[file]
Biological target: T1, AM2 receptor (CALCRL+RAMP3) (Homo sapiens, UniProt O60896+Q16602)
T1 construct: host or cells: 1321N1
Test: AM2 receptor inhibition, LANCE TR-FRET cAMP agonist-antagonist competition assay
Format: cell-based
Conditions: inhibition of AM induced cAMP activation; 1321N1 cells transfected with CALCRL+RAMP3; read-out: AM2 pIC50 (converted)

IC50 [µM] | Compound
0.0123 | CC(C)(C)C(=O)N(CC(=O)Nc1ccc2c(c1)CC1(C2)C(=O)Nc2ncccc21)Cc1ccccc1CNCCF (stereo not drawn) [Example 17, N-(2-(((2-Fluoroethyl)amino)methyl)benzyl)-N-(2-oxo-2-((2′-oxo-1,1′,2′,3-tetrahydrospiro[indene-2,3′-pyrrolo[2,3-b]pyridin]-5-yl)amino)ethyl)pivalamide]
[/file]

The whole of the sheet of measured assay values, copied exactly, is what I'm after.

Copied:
Biological target: T1, AM2 receptor (CALCRL+RAMP3) (Homo sapiens, UniProt O60896+Q16602)
T1 construct: host or cells: 1321N1
Test: AM2 receptor inhibition, LANCE TR-FRET cAMP agonist-antagonist competition assay
Format: cell-based
Conditions: inhibition of AM induced cAMP activation; 1321N1 cells transfected with CALCRL+RAMP3; read-out: AM2 pIC50 (converted)

IC50 [µM] | Compound
0.0123 | CC(C)(C)C(=O)N(CC(=O)Nc1ccc2c(c1)CC1(C2)C(=O)Nc2ncccc21)Cc1ccccc1CNCCF (stereo not drawn) [Example 17, N-(2-(((2-Fluoroethyl)amino)methyl)benzyl)-N-(2-oxo-2-((2′-oxo-1,1′,2′,3-tetrahydrospiro[indene-2,3′-pyrrolo[2,3-b]pyridin]-5-yl)amino)ethyl)pivalamide]